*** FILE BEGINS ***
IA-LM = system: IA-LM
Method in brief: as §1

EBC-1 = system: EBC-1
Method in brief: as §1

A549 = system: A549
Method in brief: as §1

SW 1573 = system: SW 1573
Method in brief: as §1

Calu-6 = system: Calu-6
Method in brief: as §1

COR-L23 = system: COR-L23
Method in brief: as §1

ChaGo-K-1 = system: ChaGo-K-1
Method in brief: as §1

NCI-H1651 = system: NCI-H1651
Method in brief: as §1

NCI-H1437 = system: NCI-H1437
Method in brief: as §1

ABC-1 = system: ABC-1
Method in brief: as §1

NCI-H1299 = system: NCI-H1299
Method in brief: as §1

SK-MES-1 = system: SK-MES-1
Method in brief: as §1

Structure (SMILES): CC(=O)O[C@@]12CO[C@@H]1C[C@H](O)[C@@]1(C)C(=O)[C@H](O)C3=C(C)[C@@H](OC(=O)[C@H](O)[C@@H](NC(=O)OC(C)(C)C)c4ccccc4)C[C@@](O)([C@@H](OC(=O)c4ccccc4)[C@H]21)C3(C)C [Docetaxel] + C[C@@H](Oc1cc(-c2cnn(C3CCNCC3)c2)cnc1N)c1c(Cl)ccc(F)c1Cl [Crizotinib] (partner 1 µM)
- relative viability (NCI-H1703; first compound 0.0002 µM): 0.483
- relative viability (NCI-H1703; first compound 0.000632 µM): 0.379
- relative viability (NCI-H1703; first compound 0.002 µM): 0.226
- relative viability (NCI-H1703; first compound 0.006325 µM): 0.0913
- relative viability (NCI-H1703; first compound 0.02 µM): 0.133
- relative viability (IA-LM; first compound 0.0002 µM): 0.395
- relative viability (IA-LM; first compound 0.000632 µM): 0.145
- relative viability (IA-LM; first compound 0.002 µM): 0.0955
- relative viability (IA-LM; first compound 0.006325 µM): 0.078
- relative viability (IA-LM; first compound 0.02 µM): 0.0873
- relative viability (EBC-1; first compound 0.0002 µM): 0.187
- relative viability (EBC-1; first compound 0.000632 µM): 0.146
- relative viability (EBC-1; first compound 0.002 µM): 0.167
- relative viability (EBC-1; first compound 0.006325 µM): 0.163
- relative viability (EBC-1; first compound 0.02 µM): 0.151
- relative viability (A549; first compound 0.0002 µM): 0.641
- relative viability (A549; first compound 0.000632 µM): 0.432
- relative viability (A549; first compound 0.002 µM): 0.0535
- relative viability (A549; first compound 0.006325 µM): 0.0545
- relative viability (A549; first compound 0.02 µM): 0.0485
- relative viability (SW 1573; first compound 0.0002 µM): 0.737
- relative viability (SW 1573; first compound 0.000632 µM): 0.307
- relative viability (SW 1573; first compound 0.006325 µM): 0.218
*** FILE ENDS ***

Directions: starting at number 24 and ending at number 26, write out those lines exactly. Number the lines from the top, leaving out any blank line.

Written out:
Method in brief: as §1

Structure (SMILES): CC(=O)O[C@@]12CO[C@@H]1C[C@H](O)[C@@]1(C)C(=O)[C@H](O)C3=C(C)[C@@H](OC(=O)[C@H](O)[C@@H](NC(=O)OC(C)(C)C)c4ccccc4)C[C@@](O)([C@@H](OC(=O)c4ccccc4)[C@H]21)C3(C)C [Docetaxel] + C[C@@H](Oc1cc(-c2cnn(C3CCNCC3)c2)cnc1N)c1c(Cl)ccc(F)c1Cl [Crizotinib] (partner 1 µM)
- relative viability (NCI-H1703; first compound 0.0002 µM): 0.483